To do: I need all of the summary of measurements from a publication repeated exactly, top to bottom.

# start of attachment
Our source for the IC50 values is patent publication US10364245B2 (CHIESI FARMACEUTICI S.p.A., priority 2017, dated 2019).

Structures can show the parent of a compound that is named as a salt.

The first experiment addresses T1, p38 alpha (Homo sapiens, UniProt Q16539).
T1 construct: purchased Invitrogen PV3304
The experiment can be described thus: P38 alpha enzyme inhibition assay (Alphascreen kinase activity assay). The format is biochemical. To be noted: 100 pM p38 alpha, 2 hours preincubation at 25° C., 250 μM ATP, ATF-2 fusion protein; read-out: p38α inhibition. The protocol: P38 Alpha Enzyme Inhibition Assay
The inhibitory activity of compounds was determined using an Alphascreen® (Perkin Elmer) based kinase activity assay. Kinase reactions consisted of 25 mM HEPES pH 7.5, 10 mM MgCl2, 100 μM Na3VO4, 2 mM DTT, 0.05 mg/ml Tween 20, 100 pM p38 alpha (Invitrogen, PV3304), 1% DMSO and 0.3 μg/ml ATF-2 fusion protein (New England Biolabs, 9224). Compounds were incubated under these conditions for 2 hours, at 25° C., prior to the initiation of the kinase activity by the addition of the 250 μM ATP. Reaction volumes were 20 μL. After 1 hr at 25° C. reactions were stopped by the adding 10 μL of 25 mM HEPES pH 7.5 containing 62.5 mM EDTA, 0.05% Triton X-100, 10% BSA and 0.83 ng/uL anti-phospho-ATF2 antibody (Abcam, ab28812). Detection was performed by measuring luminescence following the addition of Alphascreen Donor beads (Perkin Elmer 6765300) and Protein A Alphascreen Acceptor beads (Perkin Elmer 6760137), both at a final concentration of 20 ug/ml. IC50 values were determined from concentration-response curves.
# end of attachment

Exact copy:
Our source for the IC50 values is patent publication US10364245B2 (CHIESI FARMACEUTICI S.p.A., priority 2017, dated 2019).

Structures can show the parent of a compound that is named as a salt.

The first experiment addresses T1, p38 alpha (Homo sapiens, UniProt Q16539).
T1 construct: purchased Invitrogen PV3304
The experiment can be described thus: P38 alpha enzyme inhibition assay (Alphascreen kinase activity assay). The format is biochemical. To be noted: 100 pM p38 alpha, 2 hours preincubation at 25° C., 250 μM ATP, ATF-2 fusion protein; read-out: p38α inhibition. The protocol: P38 Alpha Enzyme Inhibition Assay
The inhibitory activity of compounds was determined using an Alphascreen® (Perkin Elmer) based kinase activity assay. Kinase reactions consisted of 25 mM HEPES pH 7.5, 10 mM MgCl2, 100 μM Na3VO4, 2 mM DTT, 0.05 mg/ml Tween 20, 100 pM p38 alpha (Invitrogen, PV3304), 1% DMSO and 0.3 μg/ml ATF-2 fusion protein (New England Biolabs, 9224). Compounds were incubated under these conditions for 2 hours, at 25° C., prior to the initiation of the kinase activity by the addition of the 250 μM ATP. Reaction volumes were 20 μL. After 1 hr at 25° C. reactions were stopped by the adding 10 μL of 25 mM HEPES pH 7.5 containing 62.5 mM EDTA, 0.05% Triton X-100, 10% BSA and 0.83 ng/uL anti-phospho-ATF2 antibody (Abcam, ab28812). Detection was performed by measuring luminescence following the addition of Alphascreen Donor beads (Perkin Elmer 6765300) and Protein A Alphascreen Acceptor beads (Perkin Elmer 6760137), both at a final concentration of 20 ug/ml. IC50 values were determined from concentration-response curves.